Farmers across South Carolina have been battling the menacing wild hog with increasing vigor for the last few years as the swine’s prolific breeding and cunning keep it from being easily exterminated. The feral hogs destroy freshly planted fields, then ruddy the ground making it nearly impossible to replant. They spread diseases to livestock and are a nuisance around the state.
The impacts reach beyond the farming community though; feral hogs are also destroying South Carolina’s natural habitats and harming wildlife.
In an article from The State, Sammy Fretwell writes:
“The agriculture department reports that wild pigs are hurting rare species. In Florida, one agriculture department report says wild hogs contributed to a reduction in 22 plant species and four rare species of amphibians. In South Carolina, hogs on North Island near Georgetown ate thousands of rare sea turtle eggs before hunters successfully knocked back the population… Forests are also being affected. The Francis Marion National Forest, for instance is having difficulty managing the woodlands because of hog damage to the ground, [Rep.] Davis said during a recent House subcommittee meeting.”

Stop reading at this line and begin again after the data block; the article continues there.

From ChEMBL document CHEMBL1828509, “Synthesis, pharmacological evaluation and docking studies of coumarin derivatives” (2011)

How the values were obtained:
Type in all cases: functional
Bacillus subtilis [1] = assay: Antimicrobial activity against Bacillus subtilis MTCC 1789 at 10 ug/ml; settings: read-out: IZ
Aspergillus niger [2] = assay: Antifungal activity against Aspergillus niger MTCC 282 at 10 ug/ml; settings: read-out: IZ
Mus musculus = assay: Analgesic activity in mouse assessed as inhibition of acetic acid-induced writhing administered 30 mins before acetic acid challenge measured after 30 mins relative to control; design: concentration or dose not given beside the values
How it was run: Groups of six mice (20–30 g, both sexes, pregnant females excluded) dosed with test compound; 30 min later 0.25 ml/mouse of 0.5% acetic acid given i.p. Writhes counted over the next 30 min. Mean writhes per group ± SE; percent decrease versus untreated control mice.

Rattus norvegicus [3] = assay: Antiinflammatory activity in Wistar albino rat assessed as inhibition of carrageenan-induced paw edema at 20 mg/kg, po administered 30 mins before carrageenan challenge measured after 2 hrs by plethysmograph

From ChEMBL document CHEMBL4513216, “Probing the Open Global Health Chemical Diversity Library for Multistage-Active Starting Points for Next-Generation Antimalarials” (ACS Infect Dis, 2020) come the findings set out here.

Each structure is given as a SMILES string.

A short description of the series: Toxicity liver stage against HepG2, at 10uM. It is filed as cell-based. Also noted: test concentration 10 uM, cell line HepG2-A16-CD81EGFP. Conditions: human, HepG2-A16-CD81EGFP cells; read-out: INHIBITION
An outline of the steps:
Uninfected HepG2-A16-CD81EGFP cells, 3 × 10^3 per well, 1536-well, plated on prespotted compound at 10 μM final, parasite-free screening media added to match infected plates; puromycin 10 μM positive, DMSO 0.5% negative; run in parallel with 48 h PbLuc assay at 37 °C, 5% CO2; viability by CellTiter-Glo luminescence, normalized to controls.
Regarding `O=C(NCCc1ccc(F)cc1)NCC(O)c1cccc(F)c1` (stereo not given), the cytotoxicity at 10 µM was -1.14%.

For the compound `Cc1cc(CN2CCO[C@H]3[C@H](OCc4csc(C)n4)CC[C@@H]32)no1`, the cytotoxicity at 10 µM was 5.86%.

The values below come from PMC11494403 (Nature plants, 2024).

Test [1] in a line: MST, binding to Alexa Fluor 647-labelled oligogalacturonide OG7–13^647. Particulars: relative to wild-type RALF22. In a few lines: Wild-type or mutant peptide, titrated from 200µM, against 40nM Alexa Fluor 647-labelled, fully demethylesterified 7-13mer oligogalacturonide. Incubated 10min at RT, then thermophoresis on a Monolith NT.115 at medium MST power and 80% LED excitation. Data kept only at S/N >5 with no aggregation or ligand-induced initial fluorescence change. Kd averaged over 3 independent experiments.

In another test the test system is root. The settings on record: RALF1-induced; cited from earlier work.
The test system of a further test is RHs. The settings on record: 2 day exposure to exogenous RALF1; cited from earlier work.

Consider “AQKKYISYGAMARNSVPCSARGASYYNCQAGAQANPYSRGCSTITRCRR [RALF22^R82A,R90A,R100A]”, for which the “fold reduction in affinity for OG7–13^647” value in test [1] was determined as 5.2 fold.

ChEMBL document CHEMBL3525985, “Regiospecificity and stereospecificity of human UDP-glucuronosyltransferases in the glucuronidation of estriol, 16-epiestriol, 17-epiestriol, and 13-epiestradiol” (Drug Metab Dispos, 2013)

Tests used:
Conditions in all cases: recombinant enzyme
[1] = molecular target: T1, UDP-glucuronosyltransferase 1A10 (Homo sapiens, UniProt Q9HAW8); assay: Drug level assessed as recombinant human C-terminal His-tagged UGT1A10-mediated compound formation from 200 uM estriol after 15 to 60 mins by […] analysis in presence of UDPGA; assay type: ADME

The January/February 2021 issue ofShooting Sportsman, E. Donnall Thomas Jr. notes that while impact on gamebirds has not been widely documented, the effects are certainly being noticed.
“A study from Texas A&M noted ‘evidence both circumstantial and direct that feral hogs can be detrimental to quail.’ Field studies showed that feral hogs were responsible for 10 to 30 percent of quail nest destruction… Studies with collared hogs also have shown that they develop ‘search images’ targeting quail, shifting their feeding behavior seasonally toward areas and habitats favored by nesting gamebirds. This behavior makes them even more efficient predators on quail and wild turkeys. Hogs don’t just have good noses. They are among the most intelligent mammals on earth.”
The impacts of the feral hog population are profound as they are targeting some of the most precious resources that South Carolina has to offer. House Bill 3539, the feral hog transport bill, will help protect those resources by giving law enforcement officers the tools they need to stop the illegal hauling of the hogs. And it will help protect the land we all love.